Keith Glewen is a University of Nebraska faculty member with a 100% Extension appointment in the Southeast Research and Extension Center District. He has regional and in some cases, statewide program responsibilities for agronomic and natural resource/environmental related issues, with particular emphasis in areas of agricultural profitability, on-farm research and soil and water management-stewardship. Recently, Glewen has focused his efforts on developing programs for industry consultants that support farm operators in the Midwest Region. Glewen has worked with faculty and stakeholders to successfully develop a Crop Management and Diagnostic Clinic at the University of Nebraska Eastern Nebraska Research & Development Center. Field based training sessions are offered during the growing season to provide crop consultants and industry agronomists with diagnostic training to enhance the application of best management practices in the production of row crops. In 2018, 242 participants representing 39 Nebraska Counties and 13 States estimated the value of this training to be $43.1 million dollars. In working with commodity boards, Glewen has secured funding to implement research and education programs. They have included, Soybean Management Field Days, Irrigation and Energy Management Field Days, Nebraska Soybean Day & Machinery Expo, Nebraska No-Till Conference and Nebraska Cover Crop Conference.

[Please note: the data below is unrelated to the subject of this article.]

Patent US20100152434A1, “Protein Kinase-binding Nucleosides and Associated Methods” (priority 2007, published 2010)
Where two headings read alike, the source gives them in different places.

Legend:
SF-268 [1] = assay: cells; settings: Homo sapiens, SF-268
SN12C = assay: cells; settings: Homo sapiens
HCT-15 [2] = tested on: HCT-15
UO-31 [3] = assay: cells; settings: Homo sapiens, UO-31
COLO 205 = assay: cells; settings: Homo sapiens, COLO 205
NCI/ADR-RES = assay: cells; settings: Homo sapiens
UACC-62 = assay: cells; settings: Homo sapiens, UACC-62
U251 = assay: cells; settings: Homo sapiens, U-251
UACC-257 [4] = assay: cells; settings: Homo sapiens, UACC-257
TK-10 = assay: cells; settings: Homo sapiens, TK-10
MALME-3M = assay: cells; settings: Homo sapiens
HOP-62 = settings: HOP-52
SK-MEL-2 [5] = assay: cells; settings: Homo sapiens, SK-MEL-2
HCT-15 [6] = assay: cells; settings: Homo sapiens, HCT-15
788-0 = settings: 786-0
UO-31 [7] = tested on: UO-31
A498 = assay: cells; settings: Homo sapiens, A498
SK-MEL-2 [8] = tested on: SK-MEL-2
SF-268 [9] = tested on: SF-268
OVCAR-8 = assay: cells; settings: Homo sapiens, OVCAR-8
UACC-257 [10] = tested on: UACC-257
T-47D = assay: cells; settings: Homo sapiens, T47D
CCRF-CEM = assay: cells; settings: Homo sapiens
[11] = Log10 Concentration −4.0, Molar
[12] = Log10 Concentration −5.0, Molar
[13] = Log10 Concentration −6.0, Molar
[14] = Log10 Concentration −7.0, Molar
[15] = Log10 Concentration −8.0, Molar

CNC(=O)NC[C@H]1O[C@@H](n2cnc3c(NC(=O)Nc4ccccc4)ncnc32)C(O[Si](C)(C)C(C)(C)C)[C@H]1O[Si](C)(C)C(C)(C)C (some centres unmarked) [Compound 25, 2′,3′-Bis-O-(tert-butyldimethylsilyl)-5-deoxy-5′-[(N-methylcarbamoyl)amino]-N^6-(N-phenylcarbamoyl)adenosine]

Early in his career, Glewen developed a very effective program with farm operators focusing on transferring field research to the farm, entitled the Nebraska Soybean and Feed Grains Profitability Project. This project engaged farm operators in eight Nebraska counties conducting on-farm research. Today the project has expanded under the umbrella of the Nebraska On-Farm Research Network.
Many of the above programs are based on partnerships developed through relative and effective programing during his career.
Besides the above, Glewen has been effective in working with area farm operators in developing and growing effective corn and soybean commodity organizations, considered to be among the most active in Nebraska.